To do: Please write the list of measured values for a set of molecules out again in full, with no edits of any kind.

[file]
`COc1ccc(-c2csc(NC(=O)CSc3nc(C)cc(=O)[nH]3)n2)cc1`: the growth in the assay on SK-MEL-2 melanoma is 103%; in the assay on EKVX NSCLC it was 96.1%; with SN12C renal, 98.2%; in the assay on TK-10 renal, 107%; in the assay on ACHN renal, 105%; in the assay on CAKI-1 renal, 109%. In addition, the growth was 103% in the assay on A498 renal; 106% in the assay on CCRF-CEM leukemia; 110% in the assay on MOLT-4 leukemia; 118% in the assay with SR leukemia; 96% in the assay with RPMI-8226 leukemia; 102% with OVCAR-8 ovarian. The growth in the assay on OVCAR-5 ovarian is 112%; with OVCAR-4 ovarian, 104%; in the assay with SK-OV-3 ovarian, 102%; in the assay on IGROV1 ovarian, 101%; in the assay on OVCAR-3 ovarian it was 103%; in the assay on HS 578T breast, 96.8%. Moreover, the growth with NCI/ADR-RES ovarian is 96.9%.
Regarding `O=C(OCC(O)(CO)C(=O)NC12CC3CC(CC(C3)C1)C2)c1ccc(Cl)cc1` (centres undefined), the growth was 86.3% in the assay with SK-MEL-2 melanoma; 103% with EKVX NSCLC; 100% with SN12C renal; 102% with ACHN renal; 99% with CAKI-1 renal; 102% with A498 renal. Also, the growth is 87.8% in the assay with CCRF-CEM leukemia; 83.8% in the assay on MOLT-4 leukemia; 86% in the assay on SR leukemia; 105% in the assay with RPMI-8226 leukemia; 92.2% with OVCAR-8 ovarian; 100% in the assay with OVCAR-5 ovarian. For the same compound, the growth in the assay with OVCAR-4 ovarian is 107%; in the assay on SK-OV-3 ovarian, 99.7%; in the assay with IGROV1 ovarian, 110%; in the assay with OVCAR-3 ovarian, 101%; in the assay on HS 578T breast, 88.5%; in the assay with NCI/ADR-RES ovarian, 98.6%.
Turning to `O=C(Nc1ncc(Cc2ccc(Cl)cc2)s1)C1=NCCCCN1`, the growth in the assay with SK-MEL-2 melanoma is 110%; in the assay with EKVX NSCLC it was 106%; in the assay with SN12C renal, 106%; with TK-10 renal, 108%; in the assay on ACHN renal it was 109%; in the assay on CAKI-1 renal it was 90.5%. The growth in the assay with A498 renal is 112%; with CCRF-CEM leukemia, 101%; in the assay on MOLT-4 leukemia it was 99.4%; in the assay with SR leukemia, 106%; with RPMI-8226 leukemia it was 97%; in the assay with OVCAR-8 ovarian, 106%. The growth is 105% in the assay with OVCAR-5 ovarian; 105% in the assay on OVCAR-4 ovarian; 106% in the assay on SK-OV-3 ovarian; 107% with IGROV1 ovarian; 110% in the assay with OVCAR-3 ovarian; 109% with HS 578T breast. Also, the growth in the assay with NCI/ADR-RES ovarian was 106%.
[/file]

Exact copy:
`COc1ccc(-c2csc(NC(=O)CSc3nc(C)cc(=O)[nH]3)n2)cc1`: the growth in the assay on SK-MEL-2 melanoma is 103%; in the assay on EKVX NSCLC it was 96.1%; with SN12C renal, 98.2%; in the assay on TK-10 renal, 107%; in the assay on ACHN renal, 105%; in the assay on CAKI-1 renal, 109%. In addition, the growth was 103% in the assay on A498 renal; 106% in the assay on CCRF-CEM leukemia; 110% in the assay on MOLT-4 leukemia; 118% in the assay with SR leukemia; 96% in the assay with RPMI-8226 leukemia; 102% with OVCAR-8 ovarian. The growth in the assay on OVCAR-5 ovarian is 112%; with OVCAR-4 ovarian, 104%; in the assay with SK-OV-3 ovarian, 102%; in the assay on IGROV1 ovarian, 101%; in the assay on OVCAR-3 ovarian it was 103%; in the assay on HS 578T breast, 96.8%. Moreover, the growth with NCI/ADR-RES ovarian is 96.9%.
Regarding `O=C(OCC(O)(CO)C(=O)NC12CC3CC(CC(C3)C1)C2)c1ccc(Cl)cc1` (centres undefined), the growth was 86.3% in the assay with SK-MEL-2 melanoma; 103% with EKVX NSCLC; 100% with SN12C renal; 102% with ACHN renal; 99% with CAKI-1 renal; 102% with A498 renal. Also, the growth is 87.8% in the assay with CCRF-CEM leukemia; 83.8% in the assay on MOLT-4 leukemia; 86% in the assay on SR leukemia; 105% in the assay with RPMI-8226 leukemia; 92.2% with OVCAR-8 ovarian; 100% in the assay with OVCAR-5 ovarian. For the same compound, the growth in the assay with OVCAR-4 ovarian is 107%; in the assay on SK-OV-3 ovarian, 99.7%; in the assay with IGROV1 ovarian, 110%; in the assay with OVCAR-3 ovarian, 101%; in the assay on HS 578T breast, 88.5%; in the assay with NCI/ADR-RES ovarian, 98.6%.
Turning to `O=C(Nc1ncc(Cc2ccc(Cl)cc2)s1)C1=NCCCCN1`, the growth in the assay with SK-MEL-2 melanoma is 110%; in the assay with EKVX NSCLC it was 106%; in the assay with SN12C renal, 106%; with TK-10 renal, 108%; in the assay on ACHN renal it was 109%; in the assay on CAKI-1 renal it was 90.5%. The growth in the assay with A498 renal is 112%; with CCRF-CEM leukemia, 101%; in the assay on MOLT-4 leukemia it was 99.4%; in the assay with SR leukemia, 106%; with RPMI-8226 leukemia it was 97%; in the assay with OVCAR-8 ovarian, 106%. The growth is 105% in the assay with OVCAR-5 ovarian; 105% in the assay on OVCAR-4 ovarian; 106% in the assay on SK-OV-3 ovarian; 107% with IGROV1 ovarian; 110% in the assay with OVCAR-3 ovarian; 109% with HS 578T breast. Also, the growth in the assay with NCI/ADR-RES ovarian was 106%.